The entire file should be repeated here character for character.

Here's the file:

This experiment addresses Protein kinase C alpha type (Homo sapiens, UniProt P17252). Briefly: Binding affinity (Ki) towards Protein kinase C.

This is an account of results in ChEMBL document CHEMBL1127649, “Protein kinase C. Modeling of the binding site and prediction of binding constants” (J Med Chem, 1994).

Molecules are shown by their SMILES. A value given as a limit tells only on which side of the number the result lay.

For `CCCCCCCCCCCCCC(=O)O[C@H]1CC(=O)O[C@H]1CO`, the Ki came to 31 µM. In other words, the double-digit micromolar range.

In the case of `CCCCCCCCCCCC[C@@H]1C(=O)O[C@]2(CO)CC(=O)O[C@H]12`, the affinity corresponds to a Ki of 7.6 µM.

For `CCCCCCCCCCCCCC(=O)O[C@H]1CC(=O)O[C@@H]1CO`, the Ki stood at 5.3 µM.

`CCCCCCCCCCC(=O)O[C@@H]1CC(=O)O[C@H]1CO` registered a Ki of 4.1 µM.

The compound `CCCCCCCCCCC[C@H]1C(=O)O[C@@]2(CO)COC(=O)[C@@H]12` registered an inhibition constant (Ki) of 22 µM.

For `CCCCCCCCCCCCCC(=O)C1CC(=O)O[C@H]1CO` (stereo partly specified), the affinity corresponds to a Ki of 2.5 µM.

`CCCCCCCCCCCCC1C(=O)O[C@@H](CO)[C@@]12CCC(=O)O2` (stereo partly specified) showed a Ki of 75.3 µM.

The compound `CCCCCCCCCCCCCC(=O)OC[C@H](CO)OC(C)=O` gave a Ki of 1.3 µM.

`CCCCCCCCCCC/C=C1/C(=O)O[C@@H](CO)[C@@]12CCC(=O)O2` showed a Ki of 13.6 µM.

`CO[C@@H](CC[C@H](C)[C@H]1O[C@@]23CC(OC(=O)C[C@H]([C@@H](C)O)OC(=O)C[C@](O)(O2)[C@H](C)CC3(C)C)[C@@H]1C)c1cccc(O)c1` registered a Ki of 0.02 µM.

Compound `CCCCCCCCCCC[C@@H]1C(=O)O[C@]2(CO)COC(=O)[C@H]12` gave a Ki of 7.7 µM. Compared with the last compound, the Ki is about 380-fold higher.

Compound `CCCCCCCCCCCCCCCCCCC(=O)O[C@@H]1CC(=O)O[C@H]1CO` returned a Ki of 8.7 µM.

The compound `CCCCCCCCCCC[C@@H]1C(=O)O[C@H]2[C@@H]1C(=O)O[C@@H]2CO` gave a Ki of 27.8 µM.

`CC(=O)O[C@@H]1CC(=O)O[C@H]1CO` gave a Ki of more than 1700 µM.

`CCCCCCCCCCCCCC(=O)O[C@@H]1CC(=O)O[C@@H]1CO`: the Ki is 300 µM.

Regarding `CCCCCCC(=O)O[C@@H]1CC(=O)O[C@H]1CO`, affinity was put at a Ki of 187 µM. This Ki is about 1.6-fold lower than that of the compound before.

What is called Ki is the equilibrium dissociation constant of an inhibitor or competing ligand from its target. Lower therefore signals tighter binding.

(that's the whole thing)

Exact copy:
This experiment addresses Protein kinase C alpha type (Homo sapiens, UniProt P17252). Briefly: Binding affinity (Ki) towards Protein kinase C.

This is an account of results in ChEMBL document CHEMBL1127649, “Protein kinase C. Modeling of the binding site and prediction of binding constants” (J Med Chem, 1994).

Molecules are shown by their SMILES. A value given as a limit tells only on which side of the number the result lay.

For `CCCCCCCCCCCCCC(=O)O[C@H]1CC(=O)O[C@H]1CO`, the Ki came to 31 µM. In other words, the double-digit micromolar range.

In the case of `CCCCCCCCCCCC[C@@H]1C(=O)O[C@]2(CO)CC(=O)O[C@H]12`, the affinity corresponds to a Ki of 7.6 µM.

For `CCCCCCCCCCCCCC(=O)O[C@H]1CC(=O)O[C@@H]1CO`, the Ki stood at 5.3 µM.

`CCCCCCCCCCC(=O)O[C@@H]1CC(=O)O[C@H]1CO` registered a Ki of 4.1 µM.

The compound `CCCCCCCCCCC[C@H]1C(=O)O[C@@]2(CO)COC(=O)[C@@H]12` registered an inhibition constant (Ki) of 22 µM.

For `CCCCCCCCCCCCCC(=O)C1CC(=O)O[C@H]1CO` (stereo partly specified), the affinity corresponds to a Ki of 2.5 µM.

`CCCCCCCCCCCCC1C(=O)O[C@@H](CO)[C@@]12CCC(=O)O2` (stereo partly specified) showed a Ki of 75.3 µM.

The compound `CCCCCCCCCCCCCC(=O)OC[C@H](CO)OC(C)=O` gave a Ki of 1.3 µM.

`CCCCCCCCCCC/C=C1/C(=O)O[C@@H](CO)[C@@]12CCC(=O)O2` showed a Ki of 13.6 µM.

`CO[C@@H](CC[C@H](C)[C@H]1O[C@@]23CC(OC(=O)C[C@H]([C@@H](C)O)OC(=O)C[C@](O)(O2)[C@H](C)CC3(C)C)[C@@H]1C)c1cccc(O)c1` registered a Ki of 0.02 µM.

Compound `CCCCCCCCCCC[C@@H]1C(=O)O[C@]2(CO)COC(=O)[C@H]12` gave a Ki of 7.7 µM. Compared with the last compound, the Ki is about 380-fold higher.

Compound `CCCCCCCCCCCCCCCCCCC(=O)O[C@@H]1CC(=O)O[C@H]1CO` returned a Ki of 8.7 µM.

The compound `CCCCCCCCCCC[C@@H]1C(=O)O[C@H]2[C@@H]1C(=O)O[C@@H]2CO` gave a Ki of 27.8 µM.

`CC(=O)O[C@@H]1CC(=O)O[C@H]1CO` gave a Ki of more than 1700 µM.

`CCCCCCCCCCCCCC(=O)O[C@@H]1CC(=O)O[C@@H]1CO`: the Ki is 300 µM.

Regarding `CCCCCCC(=O)O[C@@H]1CC(=O)O[C@H]1CO`, affinity was put at a Ki of 187 µM. This Ki is about 1.6-fold lower than that of the compound before.

What is called Ki is the equilibrium dissociation constant of an inhibitor or competing ligand from its target. Lower therefore signals tighter binding.